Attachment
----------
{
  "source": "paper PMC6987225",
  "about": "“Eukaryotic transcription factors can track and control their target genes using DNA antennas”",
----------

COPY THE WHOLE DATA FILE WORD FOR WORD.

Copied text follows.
{
  "source": "paper PMC6987225",
  "about": "“Eukaryotic transcription factors can track and control their target genes using DNA antennas”",